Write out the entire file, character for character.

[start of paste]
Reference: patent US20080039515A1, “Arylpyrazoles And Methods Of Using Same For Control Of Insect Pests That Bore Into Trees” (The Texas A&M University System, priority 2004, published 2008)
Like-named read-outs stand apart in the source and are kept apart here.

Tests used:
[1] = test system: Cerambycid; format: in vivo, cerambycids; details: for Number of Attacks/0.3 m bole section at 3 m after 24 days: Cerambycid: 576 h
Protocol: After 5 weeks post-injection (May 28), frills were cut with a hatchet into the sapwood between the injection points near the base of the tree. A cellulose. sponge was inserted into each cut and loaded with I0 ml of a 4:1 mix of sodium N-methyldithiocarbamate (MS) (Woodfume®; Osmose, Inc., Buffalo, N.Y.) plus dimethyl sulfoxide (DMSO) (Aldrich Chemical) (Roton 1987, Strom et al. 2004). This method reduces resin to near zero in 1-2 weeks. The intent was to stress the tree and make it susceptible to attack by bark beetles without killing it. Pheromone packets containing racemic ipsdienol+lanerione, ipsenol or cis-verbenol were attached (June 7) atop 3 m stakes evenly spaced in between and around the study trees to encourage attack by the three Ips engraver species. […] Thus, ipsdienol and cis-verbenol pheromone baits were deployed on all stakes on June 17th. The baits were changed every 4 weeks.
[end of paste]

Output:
Reference: patent US20080039515A1, “Arylpyrazoles And Methods Of Using Same For Control Of Insect Pests That Bore Into Trees” (The Texas A&M University System, priority 2004, published 2008)
Like-named read-outs stand apart in the source and are kept apart here.

Tests used:
[1] = test system: Cerambycid; format: in vivo, cerambycids; details: for Number of Attacks/0.3 m bole section at 3 m after 24 days: Cerambycid: 576 h
Protocol: After 5 weeks post-injection (May 28), frills were cut with a hatchet into the sapwood between the injection points near the base of the tree. A cellulose. sponge was inserted into each cut and loaded with I0 ml of a 4:1 mix of sodium N-methyldithiocarbamate (MS) (Woodfume®; Osmose, Inc., Buffalo, N.Y.) plus dimethyl sulfoxide (DMSO) (Aldrich Chemical) (Roton 1987, Strom et al. 2004). This method reduces resin to near zero in 1-2 weeks. The intent was to stress the tree and make it susceptible to attack by bark beetles without killing it. Pheromone packets containing racemic ipsdienol+lanerione, ipsenol or cis-verbenol were attached (June 7) atop 3 m stakes evenly spaced in between and around the study trees to encourage attack by the three Ips engraver species. […] Thus, ipsdienol and cis-verbenol pheromone baits were deployed on all stakes on June 17th. The baits were changed every 4 weeks.